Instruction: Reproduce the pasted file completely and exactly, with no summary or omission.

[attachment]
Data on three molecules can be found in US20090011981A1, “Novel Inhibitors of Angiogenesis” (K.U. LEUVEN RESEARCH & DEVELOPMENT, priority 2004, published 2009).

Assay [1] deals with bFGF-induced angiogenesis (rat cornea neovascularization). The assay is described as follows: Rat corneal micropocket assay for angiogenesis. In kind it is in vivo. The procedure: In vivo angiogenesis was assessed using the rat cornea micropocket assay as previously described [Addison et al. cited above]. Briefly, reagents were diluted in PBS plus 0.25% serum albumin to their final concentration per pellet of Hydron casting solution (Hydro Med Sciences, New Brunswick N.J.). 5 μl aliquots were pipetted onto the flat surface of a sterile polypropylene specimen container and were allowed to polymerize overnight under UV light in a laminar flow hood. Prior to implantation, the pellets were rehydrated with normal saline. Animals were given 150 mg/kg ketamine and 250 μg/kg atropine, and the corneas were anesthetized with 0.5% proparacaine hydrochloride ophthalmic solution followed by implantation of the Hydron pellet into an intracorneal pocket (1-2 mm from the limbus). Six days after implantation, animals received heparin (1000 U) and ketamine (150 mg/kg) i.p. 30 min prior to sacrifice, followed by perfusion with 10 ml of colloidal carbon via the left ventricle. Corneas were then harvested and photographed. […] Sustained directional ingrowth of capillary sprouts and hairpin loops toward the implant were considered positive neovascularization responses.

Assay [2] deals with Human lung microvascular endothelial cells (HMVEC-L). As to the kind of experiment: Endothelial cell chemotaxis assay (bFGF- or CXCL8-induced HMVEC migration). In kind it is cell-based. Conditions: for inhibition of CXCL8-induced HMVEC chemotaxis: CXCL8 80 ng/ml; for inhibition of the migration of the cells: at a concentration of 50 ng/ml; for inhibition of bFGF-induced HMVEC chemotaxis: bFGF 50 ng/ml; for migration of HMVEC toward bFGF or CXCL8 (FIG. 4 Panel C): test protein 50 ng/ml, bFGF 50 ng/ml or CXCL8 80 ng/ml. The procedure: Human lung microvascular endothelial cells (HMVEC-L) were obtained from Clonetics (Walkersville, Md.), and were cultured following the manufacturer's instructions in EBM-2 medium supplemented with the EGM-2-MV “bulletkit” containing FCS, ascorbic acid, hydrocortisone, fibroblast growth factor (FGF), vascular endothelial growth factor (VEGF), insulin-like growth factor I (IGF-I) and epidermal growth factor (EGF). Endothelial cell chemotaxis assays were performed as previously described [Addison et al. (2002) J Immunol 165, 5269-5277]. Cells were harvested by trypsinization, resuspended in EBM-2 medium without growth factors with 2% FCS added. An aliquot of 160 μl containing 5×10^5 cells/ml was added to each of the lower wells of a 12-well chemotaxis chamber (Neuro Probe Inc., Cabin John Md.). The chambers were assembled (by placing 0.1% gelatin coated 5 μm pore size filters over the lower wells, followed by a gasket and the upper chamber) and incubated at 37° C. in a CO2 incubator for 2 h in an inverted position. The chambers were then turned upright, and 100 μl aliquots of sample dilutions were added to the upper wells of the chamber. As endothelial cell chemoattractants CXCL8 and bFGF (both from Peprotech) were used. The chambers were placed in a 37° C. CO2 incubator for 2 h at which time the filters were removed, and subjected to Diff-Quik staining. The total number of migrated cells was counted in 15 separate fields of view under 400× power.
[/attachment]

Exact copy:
Data on three molecules can be found in US20090011981A1, “Novel Inhibitors of Angiogenesis” (K.U. LEUVEN RESEARCH & DEVELOPMENT, priority 2004, published 2009).

Assay [1] deals with bFGF-induced angiogenesis (rat cornea neovascularization). The assay is described as follows: Rat corneal micropocket assay for angiogenesis. In kind it is in vivo. The procedure: In vivo angiogenesis was assessed using the rat cornea micropocket assay as previously described [Addison et al. cited above]. Briefly, reagents were diluted in PBS plus 0.25% serum albumin to their final concentration per pellet of Hydron casting solution (Hydro Med Sciences, New Brunswick N.J.). 5 μl aliquots were pipetted onto the flat surface of a sterile polypropylene specimen container and were allowed to polymerize overnight under UV light in a laminar flow hood. Prior to implantation, the pellets were rehydrated with normal saline. Animals were given 150 mg/kg ketamine and 250 μg/kg atropine, and the corneas were anesthetized with 0.5% proparacaine hydrochloride ophthalmic solution followed by implantation of the Hydron pellet into an intracorneal pocket (1-2 mm from the limbus). Six days after implantation, animals received heparin (1000 U) and ketamine (150 mg/kg) i.p. 30 min prior to sacrifice, followed by perfusion with 10 ml of colloidal carbon via the left ventricle. Corneas were then harvested and photographed. […] Sustained directional ingrowth of capillary sprouts and hairpin loops toward the implant were considered positive neovascularization responses.

Assay [2] deals with Human lung microvascular endothelial cells (HMVEC-L). As to the kind of experiment: Endothelial cell chemotaxis assay (bFGF- or CXCL8-induced HMVEC migration). In kind it is cell-based. Conditions: for inhibition of CXCL8-induced HMVEC chemotaxis: CXCL8 80 ng/ml; for inhibition of the migration of the cells: at a concentration of 50 ng/ml; for inhibition of bFGF-induced HMVEC chemotaxis: bFGF 50 ng/ml; for migration of HMVEC toward bFGF or CXCL8 (FIG. 4 Panel C): test protein 50 ng/ml, bFGF 50 ng/ml or CXCL8 80 ng/ml. The procedure: Human lung microvascular endothelial cells (HMVEC-L) were obtained from Clonetics (Walkersville, Md.), and were cultured following the manufacturer's instructions in EBM-2 medium supplemented with the EGM-2-MV “bulletkit” containing FCS, ascorbic acid, hydrocortisone, fibroblast growth factor (FGF), vascular endothelial growth factor (VEGF), insulin-like growth factor I (IGF-I) and epidermal growth factor (EGF). Endothelial cell chemotaxis assays were performed as previously described [Addison et al. (2002) J Immunol 165, 5269-5277]. Cells were harvested by trypsinization, resuspended in EBM-2 medium without growth factors with 2% FCS added. An aliquot of 160 μl containing 5×10^5 cells/ml was added to each of the lower wells of a 12-well chemotaxis chamber (Neuro Probe Inc., Cabin John Md.). The chambers were assembled (by placing 0.1% gelatin coated 5 μm pore size filters over the lower wells, followed by a gasket and the upper chamber) and incubated at 37° C. in a CO2 incubator for 2 h in an inverted position. The chambers were then turned upright, and 100 μl aliquots of sample dilutions were added to the upper wells of the chamber. As endothelial cell chemoattractants CXCL8 and bFGF (both from Peprotech) were used. The chambers were placed in a 37° C. CO2 incubator for 2 h at which time the filters were removed, and subjected to Diff-Quik staining. The total number of migrated cells was counted in 15 separate fields of view under 400× power.